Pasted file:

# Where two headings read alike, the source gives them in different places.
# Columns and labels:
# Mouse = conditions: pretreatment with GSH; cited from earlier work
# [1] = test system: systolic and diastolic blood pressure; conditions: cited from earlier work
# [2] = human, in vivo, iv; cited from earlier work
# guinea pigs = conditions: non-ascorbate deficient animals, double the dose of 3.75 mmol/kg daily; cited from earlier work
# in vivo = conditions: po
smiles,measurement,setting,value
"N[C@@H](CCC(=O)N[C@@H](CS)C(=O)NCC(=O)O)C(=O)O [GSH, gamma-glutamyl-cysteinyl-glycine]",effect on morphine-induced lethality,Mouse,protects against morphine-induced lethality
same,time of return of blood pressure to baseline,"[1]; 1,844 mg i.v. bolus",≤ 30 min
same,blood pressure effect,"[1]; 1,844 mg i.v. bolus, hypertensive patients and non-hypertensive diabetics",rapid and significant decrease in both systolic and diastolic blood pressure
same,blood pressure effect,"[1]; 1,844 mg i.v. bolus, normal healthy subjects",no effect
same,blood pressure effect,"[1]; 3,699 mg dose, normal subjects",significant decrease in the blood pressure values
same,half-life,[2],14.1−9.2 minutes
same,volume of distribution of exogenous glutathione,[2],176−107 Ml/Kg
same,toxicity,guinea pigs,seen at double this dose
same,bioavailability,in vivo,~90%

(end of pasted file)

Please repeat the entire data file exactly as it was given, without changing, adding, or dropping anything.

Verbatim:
# Where two headings read alike, the source gives them in different places.
# Columns and labels:
# Mouse = conditions: pretreatment with GSH; cited from earlier work
# [1] = test system: systolic and diastolic blood pressure; conditions: cited from earlier work
# [2] = human, in vivo, iv; cited from earlier work
# guinea pigs = conditions: non-ascorbate deficient animals, double the dose of 3.75 mmol/kg daily; cited from earlier work
# in vivo = conditions: po
smiles,measurement,setting,value
"N[C@@H](CCC(=O)N[C@@H](CS)C(=O)NCC(=O)O)C(=O)O [GSH, gamma-glutamyl-cysteinyl-glycine]",effect on morphine-induced lethality,Mouse,protects against morphine-induced lethality
same,time of return of blood pressure to baseline,"[1]; 1,844 mg i.v. bolus",≤ 30 min
same,blood pressure effect,"[1]; 1,844 mg i.v. bolus, hypertensive patients and non-hypertensive diabetics",rapid and significant decrease in both systolic and diastolic blood pressure
same,blood pressure effect,"[1]; 1,844 mg i.v. bolus, normal healthy subjects",no effect
same,blood pressure effect,"[1]; 3,699 mg dose, normal subjects",significant decrease in the blood pressure values
same,half-life,[2],14.1−9.2 minutes
same,volume of distribution of exogenous glutathione,[2],176−107 Ml/Kg
same,toxicity,guinea pigs,seen at double this dose
same,bioavailability,in vivo,~90%